European Court Says Switzerland Violated Elderly Citizen Rights Via Climate Inaction

The ruling can’t be appealed and sets a weighty legal precedent for climate litigation in the EU and beyond.

Photo of the Swiss Alps
Photo by Xavier von Erlach via Unsplash

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Switzerland’s flag is a big plus sign, but its climate change policies were just handed a big minus.

The European Court of Human Rights (ECHR) ruled on Tuesday in favor of 2,400 elderly Swiss women who’d taken their government to court over its climate change policies. The group, Verein KlimaSeniorinnen Schweiz, argued that Switzerland had not done enough to combat climate change and prevent more frequent heat waves — a phenomenon that disproportionately impacts older people’s health. The ruling can’t be appealed and sets a weighty legal precedent for climate litigation in the EU and beyond.

Granny Thunberg

The ruling in favor of KlimaSeniorinnen doesn’t immediately dole out punishments for Switzerland, but it does mandate the country to revamp its climate policies, so its targets align with the Paris Agreement’s goal of limiting global warming to 1.5 degrees Celsius.

Dr. Birsha Ohdedar, a lecturer in environmental and climate change law at the SOAS University of London, told The Daily Upside it’s rare to see a case like this brought by older people. “While there are numerous instances where petitioners have been youth or children, cases involving senior citizens are less common, making this case particularly unique in that regard.” However, Ohdedar thinks the case could meaningfully impact a wide range of climate litigation, even when it’s brought by youngsters:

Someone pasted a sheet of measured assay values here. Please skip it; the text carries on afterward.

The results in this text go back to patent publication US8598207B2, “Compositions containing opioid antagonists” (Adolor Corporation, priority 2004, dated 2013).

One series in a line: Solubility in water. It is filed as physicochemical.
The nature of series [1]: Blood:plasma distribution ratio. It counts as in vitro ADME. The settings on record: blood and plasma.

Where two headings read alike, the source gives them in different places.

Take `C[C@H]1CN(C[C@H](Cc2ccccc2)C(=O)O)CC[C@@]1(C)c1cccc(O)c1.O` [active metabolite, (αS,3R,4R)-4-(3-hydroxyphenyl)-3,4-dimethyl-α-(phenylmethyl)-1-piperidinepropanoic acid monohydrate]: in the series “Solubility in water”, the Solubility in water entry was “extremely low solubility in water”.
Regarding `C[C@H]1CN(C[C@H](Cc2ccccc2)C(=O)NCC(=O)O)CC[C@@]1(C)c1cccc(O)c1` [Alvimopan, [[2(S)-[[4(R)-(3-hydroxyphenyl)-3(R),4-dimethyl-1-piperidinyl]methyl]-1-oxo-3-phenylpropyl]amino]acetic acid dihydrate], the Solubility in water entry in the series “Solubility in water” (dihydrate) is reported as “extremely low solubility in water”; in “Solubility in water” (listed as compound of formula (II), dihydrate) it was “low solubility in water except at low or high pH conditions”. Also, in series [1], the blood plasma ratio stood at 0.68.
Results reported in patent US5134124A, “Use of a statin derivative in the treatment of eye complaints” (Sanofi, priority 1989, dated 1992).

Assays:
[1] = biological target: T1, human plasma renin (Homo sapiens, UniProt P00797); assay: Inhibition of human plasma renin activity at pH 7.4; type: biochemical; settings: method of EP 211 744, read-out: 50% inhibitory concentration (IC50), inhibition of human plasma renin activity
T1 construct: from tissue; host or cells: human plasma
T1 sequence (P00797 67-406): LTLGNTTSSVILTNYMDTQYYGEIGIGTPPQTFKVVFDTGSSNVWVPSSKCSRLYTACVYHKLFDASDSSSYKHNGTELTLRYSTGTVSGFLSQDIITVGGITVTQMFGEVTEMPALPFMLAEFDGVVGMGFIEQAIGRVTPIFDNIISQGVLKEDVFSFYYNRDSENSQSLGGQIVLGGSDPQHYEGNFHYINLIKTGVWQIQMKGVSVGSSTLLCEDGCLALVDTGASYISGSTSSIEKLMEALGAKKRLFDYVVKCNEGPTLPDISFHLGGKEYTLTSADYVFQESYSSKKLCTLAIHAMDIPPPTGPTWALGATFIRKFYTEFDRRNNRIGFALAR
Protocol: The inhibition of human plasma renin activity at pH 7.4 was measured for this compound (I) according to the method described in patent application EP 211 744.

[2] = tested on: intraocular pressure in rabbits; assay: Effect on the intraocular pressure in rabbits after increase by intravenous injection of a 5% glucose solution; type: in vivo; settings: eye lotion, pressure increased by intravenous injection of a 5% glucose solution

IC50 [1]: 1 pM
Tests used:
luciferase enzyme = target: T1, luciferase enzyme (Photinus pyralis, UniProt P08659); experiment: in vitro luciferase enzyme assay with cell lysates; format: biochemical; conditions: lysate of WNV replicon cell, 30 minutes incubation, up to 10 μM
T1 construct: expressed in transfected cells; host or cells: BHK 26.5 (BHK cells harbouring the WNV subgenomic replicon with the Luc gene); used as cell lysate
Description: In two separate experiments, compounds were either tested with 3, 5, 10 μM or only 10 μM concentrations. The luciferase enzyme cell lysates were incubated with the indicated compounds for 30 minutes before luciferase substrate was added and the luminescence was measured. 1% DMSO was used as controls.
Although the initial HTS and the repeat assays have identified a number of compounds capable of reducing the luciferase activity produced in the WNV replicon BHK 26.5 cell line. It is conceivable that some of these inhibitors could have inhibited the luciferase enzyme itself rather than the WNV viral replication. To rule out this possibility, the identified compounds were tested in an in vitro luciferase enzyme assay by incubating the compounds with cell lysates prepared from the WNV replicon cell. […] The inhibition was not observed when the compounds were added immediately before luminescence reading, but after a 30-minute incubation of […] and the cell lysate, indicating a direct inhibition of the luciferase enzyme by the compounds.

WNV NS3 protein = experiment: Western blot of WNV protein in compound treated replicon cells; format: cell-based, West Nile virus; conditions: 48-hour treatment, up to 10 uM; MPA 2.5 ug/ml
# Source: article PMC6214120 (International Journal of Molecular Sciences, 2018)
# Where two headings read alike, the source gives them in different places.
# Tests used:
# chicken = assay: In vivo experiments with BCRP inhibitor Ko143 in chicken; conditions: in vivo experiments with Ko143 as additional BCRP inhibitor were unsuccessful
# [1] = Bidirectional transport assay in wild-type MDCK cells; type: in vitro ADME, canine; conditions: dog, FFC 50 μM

• “Its success may set a precedent for similar cases elsewhere, mirroring the trend we’ve seen with youth petitioners emerging in various countries such as Europe, Australia, Pakistan, India, Colombia, and the USA,” Ohdedar said.
  • Ohdedar said the ruling also has the potential to influence other international courts. “Of particular interest is the Inter-American Court, which, like its European counterpart, deals with human rights issues,” said Ohdedar, as the Inter-American Court has been asked to issue an advisory opinion on how climate change and human rights intersect.

Professor Lisa Vanhala of University College London told The Daily Upside the case’s impact would be far-reaching. “We have seen a huge increase in the number of climate change legal cases around the world,” Vanhala said, adding, “What this judgment makes clear is that European states have obligations to protect the right to private and family life in the context of climate impacts.” Vanhala said six more pending ECHR cases will be directly colored by the ruling, and the decision will “begin to shape the way that national courts interpret human rights obligations in a warming world.”

The Price Tag: Now that European countries (the ECHR has 46 member states, including the Brexited UK) are vulnerable to litigious citizens, the question of the bill remains. A European lobby group called the European Round Table for Industry published a report Tuesday that said to reach its decarbonization goals by 2030, Europe will need about $800 billion plugged into its various industries from both “public and private capital.” That’s about $114 billion per year between now and then, give or take.